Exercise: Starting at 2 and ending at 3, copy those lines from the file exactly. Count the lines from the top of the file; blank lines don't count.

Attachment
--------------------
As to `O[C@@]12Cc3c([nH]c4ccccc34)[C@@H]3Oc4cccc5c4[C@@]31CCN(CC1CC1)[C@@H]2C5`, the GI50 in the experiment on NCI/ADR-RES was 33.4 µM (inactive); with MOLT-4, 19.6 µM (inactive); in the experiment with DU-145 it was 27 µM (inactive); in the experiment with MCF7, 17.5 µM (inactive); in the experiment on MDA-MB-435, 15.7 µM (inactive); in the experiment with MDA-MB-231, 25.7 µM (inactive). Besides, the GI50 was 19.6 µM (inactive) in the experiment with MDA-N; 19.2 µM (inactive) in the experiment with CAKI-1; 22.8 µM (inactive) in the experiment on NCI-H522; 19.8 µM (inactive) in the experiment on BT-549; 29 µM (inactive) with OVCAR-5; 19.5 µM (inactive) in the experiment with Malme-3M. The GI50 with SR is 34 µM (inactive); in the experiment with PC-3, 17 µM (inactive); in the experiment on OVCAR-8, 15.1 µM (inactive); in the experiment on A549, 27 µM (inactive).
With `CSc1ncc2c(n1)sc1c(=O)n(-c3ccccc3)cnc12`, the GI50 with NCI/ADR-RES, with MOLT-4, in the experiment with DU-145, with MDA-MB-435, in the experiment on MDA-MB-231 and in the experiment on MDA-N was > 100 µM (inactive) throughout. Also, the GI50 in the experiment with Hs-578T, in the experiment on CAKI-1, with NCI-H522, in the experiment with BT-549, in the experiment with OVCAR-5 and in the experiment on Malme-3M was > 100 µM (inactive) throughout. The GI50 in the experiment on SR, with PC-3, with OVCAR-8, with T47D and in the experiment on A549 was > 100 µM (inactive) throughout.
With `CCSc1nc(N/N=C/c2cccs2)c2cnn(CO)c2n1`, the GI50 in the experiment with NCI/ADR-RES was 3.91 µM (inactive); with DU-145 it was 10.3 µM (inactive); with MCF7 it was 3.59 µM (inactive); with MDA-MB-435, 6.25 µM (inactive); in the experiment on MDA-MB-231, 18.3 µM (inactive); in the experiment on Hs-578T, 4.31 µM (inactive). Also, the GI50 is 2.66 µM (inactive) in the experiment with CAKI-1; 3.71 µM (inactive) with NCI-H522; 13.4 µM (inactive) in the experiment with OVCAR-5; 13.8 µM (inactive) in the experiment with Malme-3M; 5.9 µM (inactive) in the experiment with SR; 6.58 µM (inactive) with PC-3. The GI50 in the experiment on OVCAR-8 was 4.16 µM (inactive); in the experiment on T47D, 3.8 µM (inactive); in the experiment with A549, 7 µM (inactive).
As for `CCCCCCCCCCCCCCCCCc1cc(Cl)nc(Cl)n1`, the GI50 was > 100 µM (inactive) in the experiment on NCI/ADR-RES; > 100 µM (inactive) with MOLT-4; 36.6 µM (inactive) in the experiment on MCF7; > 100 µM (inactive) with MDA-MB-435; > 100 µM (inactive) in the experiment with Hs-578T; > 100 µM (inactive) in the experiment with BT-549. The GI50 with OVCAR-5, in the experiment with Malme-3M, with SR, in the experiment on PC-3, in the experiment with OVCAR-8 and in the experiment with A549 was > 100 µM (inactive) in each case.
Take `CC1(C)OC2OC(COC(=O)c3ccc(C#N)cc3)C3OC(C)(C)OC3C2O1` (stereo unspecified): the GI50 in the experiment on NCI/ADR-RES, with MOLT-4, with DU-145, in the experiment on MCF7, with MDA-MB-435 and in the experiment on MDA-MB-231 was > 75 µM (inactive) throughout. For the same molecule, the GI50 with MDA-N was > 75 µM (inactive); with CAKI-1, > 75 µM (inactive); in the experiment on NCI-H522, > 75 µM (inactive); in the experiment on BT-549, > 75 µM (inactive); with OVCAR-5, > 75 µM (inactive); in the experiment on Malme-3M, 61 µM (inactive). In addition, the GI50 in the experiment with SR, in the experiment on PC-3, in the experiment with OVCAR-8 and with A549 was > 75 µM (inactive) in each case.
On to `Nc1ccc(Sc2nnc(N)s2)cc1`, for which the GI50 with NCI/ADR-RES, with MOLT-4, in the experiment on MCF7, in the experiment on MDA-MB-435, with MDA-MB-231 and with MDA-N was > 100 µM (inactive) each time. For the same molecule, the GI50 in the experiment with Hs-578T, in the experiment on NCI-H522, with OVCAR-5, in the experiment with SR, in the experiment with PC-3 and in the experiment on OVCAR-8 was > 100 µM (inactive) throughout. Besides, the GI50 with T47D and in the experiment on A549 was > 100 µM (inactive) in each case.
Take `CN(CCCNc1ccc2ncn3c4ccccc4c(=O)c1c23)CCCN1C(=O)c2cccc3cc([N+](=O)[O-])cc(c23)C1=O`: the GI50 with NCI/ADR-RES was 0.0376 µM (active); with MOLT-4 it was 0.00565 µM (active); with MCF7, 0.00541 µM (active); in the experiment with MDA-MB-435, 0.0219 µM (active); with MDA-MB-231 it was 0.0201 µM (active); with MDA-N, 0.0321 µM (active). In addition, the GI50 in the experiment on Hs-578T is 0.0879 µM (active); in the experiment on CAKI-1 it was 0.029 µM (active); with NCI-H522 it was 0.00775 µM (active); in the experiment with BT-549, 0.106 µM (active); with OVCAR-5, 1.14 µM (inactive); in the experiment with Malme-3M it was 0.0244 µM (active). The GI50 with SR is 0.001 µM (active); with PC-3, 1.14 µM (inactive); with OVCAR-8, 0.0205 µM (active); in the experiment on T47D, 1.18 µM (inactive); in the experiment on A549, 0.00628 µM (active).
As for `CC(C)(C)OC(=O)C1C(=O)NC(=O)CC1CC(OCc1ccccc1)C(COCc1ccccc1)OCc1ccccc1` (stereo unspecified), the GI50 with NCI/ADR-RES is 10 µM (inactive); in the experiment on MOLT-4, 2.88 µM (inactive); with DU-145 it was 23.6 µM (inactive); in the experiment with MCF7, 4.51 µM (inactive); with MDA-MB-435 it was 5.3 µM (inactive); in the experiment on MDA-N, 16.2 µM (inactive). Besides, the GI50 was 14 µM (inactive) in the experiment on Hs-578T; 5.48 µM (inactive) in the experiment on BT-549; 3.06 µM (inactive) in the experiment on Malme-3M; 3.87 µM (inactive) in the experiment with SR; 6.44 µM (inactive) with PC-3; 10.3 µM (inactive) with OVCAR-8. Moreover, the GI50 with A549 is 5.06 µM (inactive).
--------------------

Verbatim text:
With `CSc1ncc2c(n1)sc1c(=O)n(-c3ccccc3)cnc12`, the GI50 with NCI/ADR-RES, with MOLT-4, in the experiment with DU-145, with MDA-MB-435, in the experiment on MDA-MB-231 and in the experiment on MDA-N was > 100 µM (inactive) throughout. Also, the GI50 in the experiment with Hs-578T, in the experiment on CAKI-1, with NCI-H522, in the experiment with BT-549, in the experiment with OVCAR-5 and in the experiment on Malme-3M was > 100 µM (inactive) throughout. The GI50 in the experiment on SR, with PC-3, with OVCAR-8, with T47D and in the experiment on A549 was > 100 µM (inactive) throughout.
With `CCSc1nc(N/N=C/c2cccs2)c2cnn(CO)c2n1`, the GI50 in the experiment with NCI/ADR-RES was 3.91 µM (inactive); with DU-145 it was 10.3 µM (inactive); with MCF7 it was 3.59 µM (inactive); with MDA-MB-435, 6.25 µM (inactive); in the experiment on MDA-MB-231, 18.3 µM (inactive); in the experiment on Hs-578T, 4.31 µM (inactive). Also, the GI50 is 2.66 µM (inactive) in the experiment with CAKI-1; 3.71 µM (inactive) with NCI-H522; 13.4 µM (inactive) in the experiment with OVCAR-5; 13.8 µM (inactive) in the experiment with Malme-3M; 5.9 µM (inactive) in the experiment with SR; 6.58 µM (inactive) with PC-3. The GI50 in the experiment on OVCAR-8 was 4.16 µM (inactive); in the experiment on T47D, 3.8 µM (inactive); in the experiment with A549, 7 µM (inactive).